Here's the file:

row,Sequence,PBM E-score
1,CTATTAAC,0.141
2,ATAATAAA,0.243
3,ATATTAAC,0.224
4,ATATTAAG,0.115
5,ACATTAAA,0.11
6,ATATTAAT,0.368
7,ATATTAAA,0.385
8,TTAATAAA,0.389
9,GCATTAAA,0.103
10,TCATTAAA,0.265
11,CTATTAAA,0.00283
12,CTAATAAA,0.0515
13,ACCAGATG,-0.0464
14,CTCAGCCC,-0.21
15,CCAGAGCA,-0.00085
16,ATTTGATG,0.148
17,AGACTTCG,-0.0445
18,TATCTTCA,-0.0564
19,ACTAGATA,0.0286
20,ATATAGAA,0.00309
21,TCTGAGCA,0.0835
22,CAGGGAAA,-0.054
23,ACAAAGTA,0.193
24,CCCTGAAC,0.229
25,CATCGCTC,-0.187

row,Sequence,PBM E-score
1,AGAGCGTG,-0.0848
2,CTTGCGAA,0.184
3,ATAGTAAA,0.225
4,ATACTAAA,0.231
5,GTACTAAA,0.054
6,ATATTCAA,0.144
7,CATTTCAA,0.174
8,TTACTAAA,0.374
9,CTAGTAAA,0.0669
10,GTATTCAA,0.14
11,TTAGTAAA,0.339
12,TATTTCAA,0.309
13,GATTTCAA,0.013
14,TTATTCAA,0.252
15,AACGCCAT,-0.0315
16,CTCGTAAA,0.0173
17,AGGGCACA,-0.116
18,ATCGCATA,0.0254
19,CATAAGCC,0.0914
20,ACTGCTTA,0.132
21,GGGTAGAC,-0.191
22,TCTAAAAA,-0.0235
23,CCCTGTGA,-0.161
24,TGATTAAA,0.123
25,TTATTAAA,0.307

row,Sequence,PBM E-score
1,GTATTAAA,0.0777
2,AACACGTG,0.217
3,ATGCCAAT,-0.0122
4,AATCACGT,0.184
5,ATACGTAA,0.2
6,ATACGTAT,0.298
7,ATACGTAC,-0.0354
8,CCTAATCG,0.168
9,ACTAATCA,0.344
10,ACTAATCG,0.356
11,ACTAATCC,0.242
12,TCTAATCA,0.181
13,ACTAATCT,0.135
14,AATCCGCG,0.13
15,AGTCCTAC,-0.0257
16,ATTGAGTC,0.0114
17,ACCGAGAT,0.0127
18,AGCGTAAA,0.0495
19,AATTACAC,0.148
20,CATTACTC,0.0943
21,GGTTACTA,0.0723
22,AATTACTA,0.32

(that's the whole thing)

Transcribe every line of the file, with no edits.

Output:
row,Sequence,PBM E-score
1,CTATTAAC,0.141
2,ATAATAAA,0.243
3,ATATTAAC,0.224
4,ATATTAAG,0.115
5,ACATTAAA,0.11
6,ATATTAAT,0.368
7,ATATTAAA,0.385
8,TTAATAAA,0.389
9,GCATTAAA,0.103
10,TCATTAAA,0.265
11,CTATTAAA,0.00283
12,CTAATAAA,0.0515
13,ACCAGATG,-0.0464
14,CTCAGCCC,-0.21
15,CCAGAGCA,-0.00085
16,ATTTGATG,0.148
17,AGACTTCG,-0.0445
18,TATCTTCA,-0.0564
19,ACTAGATA,0.0286
20,ATATAGAA,0.00309
21,TCTGAGCA,0.0835
22,CAGGGAAA,-0.054
23,ACAAAGTA,0.193
24,CCCTGAAC,0.229
25,CATCGCTC,-0.187

row,Sequence,PBM E-score
1,AGAGCGTG,-0.0848
2,CTTGCGAA,0.184
3,ATAGTAAA,0.225
4,ATACTAAA,0.231
5,GTACTAAA,0.054
6,ATATTCAA,0.144
7,CATTTCAA,0.174
8,TTACTAAA,0.374
9,CTAGTAAA,0.0669
10,GTATTCAA,0.14
11,TTAGTAAA,0.339
12,TATTTCAA,0.309
13,GATTTCAA,0.013
14,TTATTCAA,0.252
15,AACGCCAT,-0.0315
16,CTCGTAAA,0.0173
17,AGGGCACA,-0.116
18,ATCGCATA,0.0254
19,CATAAGCC,0.0914
20,ACTGCTTA,0.132
21,GGGTAGAC,-0.191
22,TCTAAAAA,-0.0235
23,CCCTGTGA,-0.161
24,TGATTAAA,0.123
25,TTATTAAA,0.307

row,Sequence,PBM E-score
1,GTATTAAA,0.0777
2,AACACGTG,0.217
3,ATGCCAAT,-0.0122
4,AATCACGT,0.184
5,ATACGTAA,0.2
6,ATACGTAT,0.298
7,ATACGTAC,-0.0354
8,CCTAATCG,0.168
9,ACTAATCA,0.344
10,ACTAATCG,0.356
11,ACTAATCC,0.242
12,TCTAATCA,0.181
13,ACTAATCT,0.135
14,AATCCGCG,0.13
15,AGTCCTAC,-0.0257
16,ATTGAGTC,0.0114
17,ACCGAGAT,0.0127
18,AGCGTAAA,0.0495
19,AATTACAC,0.148
20,CATTACTC,0.0943
21,GGTTACTA,0.0723
22,AATTACTA,0.32